Friday, August 20, 2010

It is a Windows World

"If you don't like Windows so much then don't use it!"

This is something I have been told more than once (sometimes in not those kind of words) by various people when we have been discussing operating systems. As much as I would like to take their suggestion, the fact is I can't. The sad fact of the matter is, it is a Windows world for desktop computing. Microsoft has a monopoly on the marketplace and this isn't about to change anytime soon.

My most recent dealing with Microsoft on my own personal computers came about when I bought my tablet PCs. They both came stock with Windows 7, meaning they had an inflated price tag to cover the cost of the software. Neither of the systems are currently running a Microsoft operating system - the way I like it. Now, fair is fair so if I wasn't going to use the software they sent me with the laptop - why should I have to pay for it? So I boot the laptop and navigate my way to the Windows EULA. Browsing through the license carefully I find the paragraph I am looking for towards the bottom, it says the following:

"By using the software you accept these terms. If you do not accept them, do not use the software. Instead contact the manufacturer or installer to determine its return policy. You must comply with that policy, which might limit your rights or require you to return the entire system on which the software is installed."

Now I didn't want to return the laptop as a whole, but I wouldn't mind getting some cash back for the copy of Windows. So I call up Asus and get your typical level one run around

Asus: Hello this is Asus how can we help you?

Me: Howdy There, I just received my new Asus EEEPC and the Windows license says that if I cannot agree to it then I need to contact the manufacturer to get a refund for the software.

Asus: You want to return Windows? Your computer will not work without Windows being installed on it.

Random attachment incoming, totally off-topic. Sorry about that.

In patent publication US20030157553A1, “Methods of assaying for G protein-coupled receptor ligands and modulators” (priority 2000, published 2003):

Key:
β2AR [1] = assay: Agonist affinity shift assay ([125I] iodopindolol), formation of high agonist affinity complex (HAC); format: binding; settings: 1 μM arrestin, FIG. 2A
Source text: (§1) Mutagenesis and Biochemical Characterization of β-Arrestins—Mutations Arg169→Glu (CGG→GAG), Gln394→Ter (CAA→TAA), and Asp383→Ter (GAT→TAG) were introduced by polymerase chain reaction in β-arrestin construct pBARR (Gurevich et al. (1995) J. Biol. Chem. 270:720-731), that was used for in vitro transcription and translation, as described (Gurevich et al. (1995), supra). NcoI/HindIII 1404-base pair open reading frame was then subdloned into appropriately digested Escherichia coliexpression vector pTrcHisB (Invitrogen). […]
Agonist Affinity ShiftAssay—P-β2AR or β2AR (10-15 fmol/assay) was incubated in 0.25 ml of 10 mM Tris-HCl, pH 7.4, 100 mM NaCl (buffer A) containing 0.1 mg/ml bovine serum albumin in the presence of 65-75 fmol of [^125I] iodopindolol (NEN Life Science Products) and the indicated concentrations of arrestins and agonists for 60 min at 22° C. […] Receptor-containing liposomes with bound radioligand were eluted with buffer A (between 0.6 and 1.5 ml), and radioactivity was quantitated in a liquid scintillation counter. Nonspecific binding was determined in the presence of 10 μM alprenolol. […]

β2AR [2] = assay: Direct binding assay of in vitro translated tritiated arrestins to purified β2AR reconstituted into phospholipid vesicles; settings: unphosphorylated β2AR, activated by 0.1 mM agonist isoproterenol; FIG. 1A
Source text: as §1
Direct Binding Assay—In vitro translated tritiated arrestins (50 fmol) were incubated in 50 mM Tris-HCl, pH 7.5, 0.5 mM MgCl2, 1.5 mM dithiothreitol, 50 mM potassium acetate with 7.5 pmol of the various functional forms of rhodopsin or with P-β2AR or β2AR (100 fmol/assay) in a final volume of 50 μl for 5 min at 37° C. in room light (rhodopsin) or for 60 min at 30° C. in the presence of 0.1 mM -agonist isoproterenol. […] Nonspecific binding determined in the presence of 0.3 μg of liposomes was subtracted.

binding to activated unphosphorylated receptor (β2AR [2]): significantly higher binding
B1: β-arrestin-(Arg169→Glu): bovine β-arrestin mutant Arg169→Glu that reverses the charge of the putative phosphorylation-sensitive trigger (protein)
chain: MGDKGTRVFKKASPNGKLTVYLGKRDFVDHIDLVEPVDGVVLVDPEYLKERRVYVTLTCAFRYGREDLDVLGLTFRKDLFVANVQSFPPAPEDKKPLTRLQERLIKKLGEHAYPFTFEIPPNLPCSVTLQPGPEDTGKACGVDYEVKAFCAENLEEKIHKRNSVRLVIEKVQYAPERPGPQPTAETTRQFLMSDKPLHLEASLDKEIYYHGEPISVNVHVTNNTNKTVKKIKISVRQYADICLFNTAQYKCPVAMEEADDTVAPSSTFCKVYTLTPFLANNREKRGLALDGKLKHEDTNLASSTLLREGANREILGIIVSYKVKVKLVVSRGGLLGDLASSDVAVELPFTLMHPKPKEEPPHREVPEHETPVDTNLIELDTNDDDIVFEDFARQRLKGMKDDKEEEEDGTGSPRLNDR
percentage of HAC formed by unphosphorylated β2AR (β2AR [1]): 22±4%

It annoys me that they would even say this. I've bought Asus computers that don't have Windows on them before, this person knows as well as I do that I do not need Windows for my system to function.

Me: Actually I am going to run an FOS operating system on the laptop, so I don't need Windows for it to function. How do I go about getting my refund for the copy of Windows?

Asus: You need contact Microsoft to get a refund for Windows, it is their software.

Me: Really? The EULA clearly states to contact the manufacturer for the refund. Asus is the manufacturer the EEEPC not Microsoft, correct?

Asus: Yes, but Windows 7 is Microsoft software so you will need to contact them for a refund.

Me: Do you have a supervisor I can speak to?

Two supervisors later I was finally told I needed to contact the place I had purchased the laptop from in order to get a refund on the entire unit. At this point I was three hours into this and was ready to just return the system and get something non-Asus. So I contact the company I had purchased the laptop from and they inform me they have a zero refund policy for opened laptops.


I placed a call back to Asus (thankfully I had the supervisor's direct extension this time) and inform them on this. They apologize and inform me there is nothing they can do about this. They again suggest I contact Microsoft for the refund on Windows because "Asus does not process refunds" even though the EULA says they should.

The EULA is a binding agreement like a contract, if I can get into trouble for breaking it so should they, right? Is it even worth my time to try and sue Asus to get my money back? Maybe next year when I am done with school.

~Jeff Hoogland


  1. i had a similar battle with acer.

    here is a thread i kept tracking the events. Hope they can help.


  2. sorry here is the thread

  3. system76

    There is hope.

  4. This is exactly what small claims court is designed for. The EULA is a form of a contract, and it gives you certain rights. Spend the $50, file in Small Claims. Companies hate having judgements against them. It's worked a few times on various issues for me.

  5. This is one of the main reasons I buy desktop computers in pieces, then build them myself. I have choice of operating system, and I don't pay for Windows in the cost of a pre-built PC. It's sad that the same sort of freedom is much more difficult to come by in the laptop world.

  6. Take them to small claims court, you are clearly in the right, it doesn't take long, and it is quite likely that they wont turn up, so you win by default and get the money.

  7. There are a number of examples of folks getting a refund, but in most cases it takes perseverance and sometimes legal action. I say if you have the patience and fortitude, go for it, if only to make a statement and help raise awareness in these companies that a lot of people don't use Microsoft.